Study Reveals Association Between Childhood Screen Time and Risk of IBD

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Screen time ≥2 hours/day at 8 years of age was associated with an increased risk of developing IBD.

Screen time during childhood may be associated with an increased risk for later development of inflammatory bowel disease (IBD), according to findings from a prospective birth cohort study.

High screen time at 8 years of age was associated with a greater risk of developing IBD, while measures of screen time at 3 years of age and physical activity at 8 and 3 years of age were not related to subsequent risk of IBD.1

“Ecological evidence has linked the rising incidence of IBD to multiple environmental factors, including an increasingly sedentary lifestyle,” wrote investigators.1 “To our knowledge, there has been no previous prospective examination of the degree of physical activity and screen time in childhood with the risk of later IBD.”

As many as 1.6 million people in the US are affected by IBD, with most diagnosed before age 35. The exact cause of the autoimmune disorder is unknown, although genetics, immune system response, and environmental triggers are widely recognized as potentially contributing factors.2,3

To assess the association between physical activity and screen time in childhood with later risk of developing IBD, Tereza Lerchova, PhD, postdoctor in the department of pediatrics at the University of Gothenburg in Sweden, and colleagues, used prospectively collected data from 2 Scandinavian prospective birth cohort studies, All Babies in Southeast Sweden (ABIS) and the Norwegian Mother, Father, and Child Cohort Study (MoBa), and compared them to diagnostic records from national health registers.1

In total, the study included 65,978 participants from ABIS (n = 8810) and MoBa (n = 57,168). The primary exposure variables were the degree of physical activity and screen time as reported in both studies at ages 3 and 8 years, modeled separately as binary (high vs low) and numerical (per hour/day) variables.1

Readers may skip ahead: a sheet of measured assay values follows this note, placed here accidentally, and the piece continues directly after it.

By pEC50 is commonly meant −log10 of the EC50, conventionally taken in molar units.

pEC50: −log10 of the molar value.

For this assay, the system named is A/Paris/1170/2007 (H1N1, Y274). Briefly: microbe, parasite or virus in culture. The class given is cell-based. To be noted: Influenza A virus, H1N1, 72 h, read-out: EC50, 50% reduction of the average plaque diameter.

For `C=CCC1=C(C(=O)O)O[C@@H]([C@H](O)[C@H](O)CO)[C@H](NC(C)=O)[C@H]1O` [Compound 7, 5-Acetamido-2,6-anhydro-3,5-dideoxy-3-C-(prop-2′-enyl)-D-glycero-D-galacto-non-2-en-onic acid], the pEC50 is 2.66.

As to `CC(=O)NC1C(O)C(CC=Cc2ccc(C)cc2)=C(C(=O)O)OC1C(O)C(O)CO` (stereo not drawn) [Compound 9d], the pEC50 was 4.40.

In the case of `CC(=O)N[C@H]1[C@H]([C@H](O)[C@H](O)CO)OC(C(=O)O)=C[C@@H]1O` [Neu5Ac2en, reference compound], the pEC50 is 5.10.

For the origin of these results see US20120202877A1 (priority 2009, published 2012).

Investigators defined high physical activity as ≥2 hours per day at 3 years of age in both cohorts but noted cohort-specific cut-offs were used for the 8-year data due to differences in questionnaires and physical activity distribution between the studies. For ABIS, high physical activity was defined as ≥2 hours/day and low physical activity was defined as <2 hours/day. For MoBa, ≥1 hours/day constituted high physical activity while <1 hours/day was considered low. Cut-offs for screen time were similar between the cohorts, so high screen time was defined as ≥1 h/day and low as <1 hours/day at 3 years of age while high screen time was defined as ≥2 hours/day and low as <2 hours/day at 8 years of age for both cohorts.1

Physical activity data was available for 65,462 children 3 years of age, of whom 37% (n = 24,140) were categorized into the high physical activity group. Among the 65,345 participants with available screen time information at 3 years of age, 43% (n = 27,824) were placed in the high screen time group. At age 8, 52% (n = 19,855) of participants had high physical activity and 50% (n = 19,112) had high screen time.1

Investigators identified participants with an IBD diagnosis using linked individual-level data from the Swedish National Patient Register and the Norwegian Patient Registry. For the purpose of analysis, IBD was defined as a minimum of 2 International Classification of Diseases codes for the disease.1

During 928,981 person-years of follow-up, 266 participants, 65 from ABIS and 201 from MoBa, were diagnosed with IBD, corresponding to an incidence rate of 38.33 per 100,000 person-years in ABIS and 26.47 per 100,000 person-years in MoBa.1

In pooled analyses, high versus low physical activity at 3 years of age was not associated with the risk of IBD (adjusted hazard ratio [aHR], 1.12; 95% confidence interval [CI], 0.87–1.43) or any of its subtypes. When modeled as a numerical exposure, physical activity at 3 years of age was not associated with IBD (pooled aHR, 1.15; 95% CI, 0.95–1.39). At 8 years of age, pooled analyses revealed physical activity also was not associated with the risk of IBD (high vs low, aHR, 1.19; 95% CI, 0.80–1.76; per hour/day, aHR, 0.99; 95% CI, 0.88–1.11).1

In pooled analyses, investigators pointed out participants with high versus low screen time at age 3 years did not have a significantly increased risk of IBD (aHR, 0.91; 95% CI, 0.71–1.17) or its subtypes, with similar results observed for screen time as a numerical exposure (pooled aHR, 0.96; 95% CI, 0.81–1.14). Of note, pooled analyses for screen time at 8 years of age revealed a positive association between high screen time and later risk of IBD (aHR, 1.51; 95% CI, 1.02–2.25). An additional sensitivity analysis in which screen time was mutually adjusted to the degree of physical activity at the age 8 years showed a nearly identical result (aHR, 1.51; 95% CI, 1.01–2.25).1

“Acknowledging the presence of possible confounding variables, we found high compared to low [screen time] at age 8 years to be associated with an increased risk of subsequent IBD, while [physical activity] degree showed no such association, which motivates further prospective research in this area,” concluded investigators.1


  1. Lerchova T, Östensson M, Sigvardsson I, et al. Physical activity in childhood and later risk of inflammatory bowel disease: A Scandinavian birth cohort study [published online ahead of print, 2023 Oct 4]. United European Gastroenterol J. 2023;10.1002/ueg2.12469. doi:10.1002/ueg2.12469
  2. Cleveland Clinic. Inflammatory Bowel Disease (Overview). Diseases & Conditions. Accessed October 12, 2023.
  3. Johns Hopkins Medicine. Inflammatory Bowel Disease (IBD). Conditions and Diseases. Accessed October 12, 2023.